• Identify:
    • An overall manager for the project. You can’t be directionless or haphazard in implementation, after all.
    • Stakeholders. Who’s going to be impacted, and how should new handsets address their needs?
    • True costs of the shift. It’s not just the one-time sale price. What are pricing options for plans, etc.?
    • Executives who will offer buy-in. This will be a noticeable investment, one way or the other. You’re going to need a friend in the C-suite (or similar) to help justify the project.
  • Define
    • Data risks, responses to security risks, and usage policies – these are pretty self-explanatory…
    • Employee needs.
    • Regulatory requirements. This can be a real minefield if handled incorrectly. Do the smart thing and make sure that whatever course you follow (in terms of data transfer to the new handsets), it’s vetted out by legal experts.
    • Assets that need to be replaced.
    • Benchmarks. Transition is a good time measure telecom cost against budget, because you’re basically starting afresh.
    • Training programs for the new devices.
  • Test
    • You really need to pilot the new handsets first. Better to spend a bit more testing with a restricted set of employees rather than sinking the entire transition budget into getting handsets that don’t satisfy all your needs for everyone. You’d have to redo this whole exercise again if that happens!
  • Implement and Track Deployment
    • Once you’ve figured out what works and what doesn’t, it’s time for full-organization rollout.
    • You’re also going to run up against employee resistance. Although I’ve said that brand loyalty can be tenuous, the unspoken flipside is that there are people who are unreasonably loyal to particular devices (sentimentality is never logical, after all!). You have to track deployment and adoption to ensure full employee buy-in.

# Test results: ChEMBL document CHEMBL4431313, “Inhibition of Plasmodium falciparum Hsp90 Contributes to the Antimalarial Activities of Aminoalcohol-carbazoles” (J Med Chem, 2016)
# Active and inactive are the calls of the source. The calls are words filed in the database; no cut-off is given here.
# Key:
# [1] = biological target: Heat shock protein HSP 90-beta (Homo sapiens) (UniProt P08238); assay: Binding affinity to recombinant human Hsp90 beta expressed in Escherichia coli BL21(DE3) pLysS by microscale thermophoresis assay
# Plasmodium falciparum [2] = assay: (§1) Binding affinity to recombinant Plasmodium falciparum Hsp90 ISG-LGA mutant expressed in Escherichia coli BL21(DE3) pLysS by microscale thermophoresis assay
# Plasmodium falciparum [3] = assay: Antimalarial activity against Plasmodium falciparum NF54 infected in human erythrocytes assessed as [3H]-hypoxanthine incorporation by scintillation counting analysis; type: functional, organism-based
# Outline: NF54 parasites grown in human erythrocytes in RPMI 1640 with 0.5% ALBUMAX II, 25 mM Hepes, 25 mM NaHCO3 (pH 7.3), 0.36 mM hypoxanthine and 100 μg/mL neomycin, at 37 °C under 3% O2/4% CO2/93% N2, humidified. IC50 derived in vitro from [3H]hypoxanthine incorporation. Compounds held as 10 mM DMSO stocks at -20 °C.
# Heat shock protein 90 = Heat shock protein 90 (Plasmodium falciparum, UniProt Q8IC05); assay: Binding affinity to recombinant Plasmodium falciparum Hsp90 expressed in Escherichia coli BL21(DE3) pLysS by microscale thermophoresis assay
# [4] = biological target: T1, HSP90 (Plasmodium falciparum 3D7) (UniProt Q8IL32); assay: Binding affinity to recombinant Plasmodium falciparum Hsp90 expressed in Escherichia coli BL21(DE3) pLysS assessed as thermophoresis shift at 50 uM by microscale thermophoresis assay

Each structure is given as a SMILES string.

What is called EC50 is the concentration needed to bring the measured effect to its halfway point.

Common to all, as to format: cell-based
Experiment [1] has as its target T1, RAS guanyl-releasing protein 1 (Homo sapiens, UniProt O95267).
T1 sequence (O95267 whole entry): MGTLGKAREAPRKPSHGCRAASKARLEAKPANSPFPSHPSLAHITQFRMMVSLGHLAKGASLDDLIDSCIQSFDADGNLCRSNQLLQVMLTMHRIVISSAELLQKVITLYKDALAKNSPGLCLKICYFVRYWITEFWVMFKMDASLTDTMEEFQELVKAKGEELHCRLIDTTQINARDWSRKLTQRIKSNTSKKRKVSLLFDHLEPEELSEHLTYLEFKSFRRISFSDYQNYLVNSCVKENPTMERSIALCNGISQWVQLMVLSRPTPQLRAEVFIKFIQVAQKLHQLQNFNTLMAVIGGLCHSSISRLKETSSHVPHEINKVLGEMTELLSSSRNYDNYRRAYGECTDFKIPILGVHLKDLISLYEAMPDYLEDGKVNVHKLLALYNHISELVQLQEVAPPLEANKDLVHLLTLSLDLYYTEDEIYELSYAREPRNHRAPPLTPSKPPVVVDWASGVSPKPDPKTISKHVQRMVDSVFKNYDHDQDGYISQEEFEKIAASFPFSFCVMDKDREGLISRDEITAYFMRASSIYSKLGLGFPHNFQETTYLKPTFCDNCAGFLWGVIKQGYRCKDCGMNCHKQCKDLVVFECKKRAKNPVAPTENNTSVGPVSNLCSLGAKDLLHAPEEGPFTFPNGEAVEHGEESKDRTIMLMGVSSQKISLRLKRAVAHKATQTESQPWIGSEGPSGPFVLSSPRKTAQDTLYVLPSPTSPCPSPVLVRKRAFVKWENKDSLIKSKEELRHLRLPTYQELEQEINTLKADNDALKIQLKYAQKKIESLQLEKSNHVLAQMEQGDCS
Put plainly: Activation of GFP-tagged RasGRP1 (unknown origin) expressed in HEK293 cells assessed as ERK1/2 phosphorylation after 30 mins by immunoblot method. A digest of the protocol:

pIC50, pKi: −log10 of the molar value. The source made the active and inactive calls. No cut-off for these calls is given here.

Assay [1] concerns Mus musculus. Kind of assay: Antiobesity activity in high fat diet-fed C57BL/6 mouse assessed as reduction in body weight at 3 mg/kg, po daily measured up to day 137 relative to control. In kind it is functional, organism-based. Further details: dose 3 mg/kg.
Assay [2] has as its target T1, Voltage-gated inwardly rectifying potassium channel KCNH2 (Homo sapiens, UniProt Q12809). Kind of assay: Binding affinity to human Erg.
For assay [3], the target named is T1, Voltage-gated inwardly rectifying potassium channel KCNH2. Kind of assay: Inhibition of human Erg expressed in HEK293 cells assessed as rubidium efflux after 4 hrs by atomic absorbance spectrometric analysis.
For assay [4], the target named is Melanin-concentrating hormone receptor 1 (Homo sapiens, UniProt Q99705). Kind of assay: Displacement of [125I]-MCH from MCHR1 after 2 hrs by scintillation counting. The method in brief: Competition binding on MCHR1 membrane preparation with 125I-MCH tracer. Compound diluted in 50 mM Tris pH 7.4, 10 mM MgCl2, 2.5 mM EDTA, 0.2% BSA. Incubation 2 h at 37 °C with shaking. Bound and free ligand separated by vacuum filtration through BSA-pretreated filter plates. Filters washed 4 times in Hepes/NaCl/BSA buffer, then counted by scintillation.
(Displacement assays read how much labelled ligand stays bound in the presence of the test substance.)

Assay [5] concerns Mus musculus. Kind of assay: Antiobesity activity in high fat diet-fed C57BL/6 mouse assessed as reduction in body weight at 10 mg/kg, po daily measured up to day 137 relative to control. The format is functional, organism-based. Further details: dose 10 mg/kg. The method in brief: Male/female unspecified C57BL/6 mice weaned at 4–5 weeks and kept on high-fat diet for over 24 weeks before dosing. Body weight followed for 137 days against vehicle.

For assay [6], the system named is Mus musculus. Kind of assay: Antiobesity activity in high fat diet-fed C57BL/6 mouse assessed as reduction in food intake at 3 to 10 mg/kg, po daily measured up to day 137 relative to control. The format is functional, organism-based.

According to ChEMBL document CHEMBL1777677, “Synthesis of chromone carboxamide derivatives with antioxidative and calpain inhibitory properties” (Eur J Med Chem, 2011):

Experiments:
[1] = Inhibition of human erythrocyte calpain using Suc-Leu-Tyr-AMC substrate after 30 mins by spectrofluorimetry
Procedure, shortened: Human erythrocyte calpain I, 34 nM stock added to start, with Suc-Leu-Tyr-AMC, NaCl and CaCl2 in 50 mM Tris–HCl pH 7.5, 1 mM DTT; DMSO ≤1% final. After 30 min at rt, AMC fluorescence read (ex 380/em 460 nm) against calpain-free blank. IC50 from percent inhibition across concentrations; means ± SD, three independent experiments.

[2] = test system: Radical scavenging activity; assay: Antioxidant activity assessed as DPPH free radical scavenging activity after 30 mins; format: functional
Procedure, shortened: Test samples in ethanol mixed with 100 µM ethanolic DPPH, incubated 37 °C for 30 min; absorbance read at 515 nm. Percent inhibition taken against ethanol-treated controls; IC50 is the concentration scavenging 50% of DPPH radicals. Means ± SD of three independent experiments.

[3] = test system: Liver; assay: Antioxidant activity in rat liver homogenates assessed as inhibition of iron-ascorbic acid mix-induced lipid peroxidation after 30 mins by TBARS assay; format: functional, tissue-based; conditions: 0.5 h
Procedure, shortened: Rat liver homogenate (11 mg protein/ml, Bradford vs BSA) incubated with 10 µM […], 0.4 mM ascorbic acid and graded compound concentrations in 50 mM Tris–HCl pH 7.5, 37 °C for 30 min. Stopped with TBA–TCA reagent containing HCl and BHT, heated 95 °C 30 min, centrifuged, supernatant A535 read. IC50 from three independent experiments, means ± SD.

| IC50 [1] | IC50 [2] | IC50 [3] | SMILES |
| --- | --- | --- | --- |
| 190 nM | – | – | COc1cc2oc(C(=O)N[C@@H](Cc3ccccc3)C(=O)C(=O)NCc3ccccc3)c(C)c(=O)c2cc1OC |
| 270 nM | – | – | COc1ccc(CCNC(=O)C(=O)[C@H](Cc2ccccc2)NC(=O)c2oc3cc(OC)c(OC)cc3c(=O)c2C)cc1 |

• This, step, incidentally, is where having a telecom expense management (TEM) tool will help! Tracking all of these elements on your own is going to be hard. An automated TEM software will make it painless!
  • Benchmark
    • After rollout! You need to know how you’re doing!
  • Control Future Processes
    • After you’ve done it once, you’ve basically created the procedure for managing future technology disruptions. Part of that must include continual evaluation of new technology and the financial health and market position of current suppliers (as mentioned above).

And that’s the overall plan for dealing with the Cliff. Given the current context, I’d say it’s just about inevitable that you’ll have to deal with massive technology disruptions sooner rather than later. Better to have a strategy for managing it planned out well in advance! Being caught flat-footed will not be pleasant, I assure you! In the meantime, if you have any useful or interesting experiences with the Cliff already, I invite you to share them in the comments below!

And if you have questions or need help with managing technology disruptions of telecom and IT assets, contact us at Cimpl! We’re Canada’s leader in IT and telecom expense management, and we will help you take full control of technology disruptions!

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Topics: Mobile Devices, IT Assets, TEMIA

Written by Henry Cheang

Henry has a lifelong passion for science and technology. This enthusiasm is put to good use in a cutting-edge software company like Cimpl. As product marketer, Henry researches market and user needs to develop user and buyer personas, contributes to product design, and helps coordinate product messaging. Henry also writes nearly the entirety of all documentation for Cimpl’s many successful platforms. In his spare time, Henry devotes much energy to family, friends, and martial arts. Henry recently completed his Master’s in Business and Administration from Concordia University, where he specialized in the study of marketing, organizational behavior, and corporate governance. He has authored academic papers on the latter two subjects; these papers form part of his bibliography of over 20 professional research publications.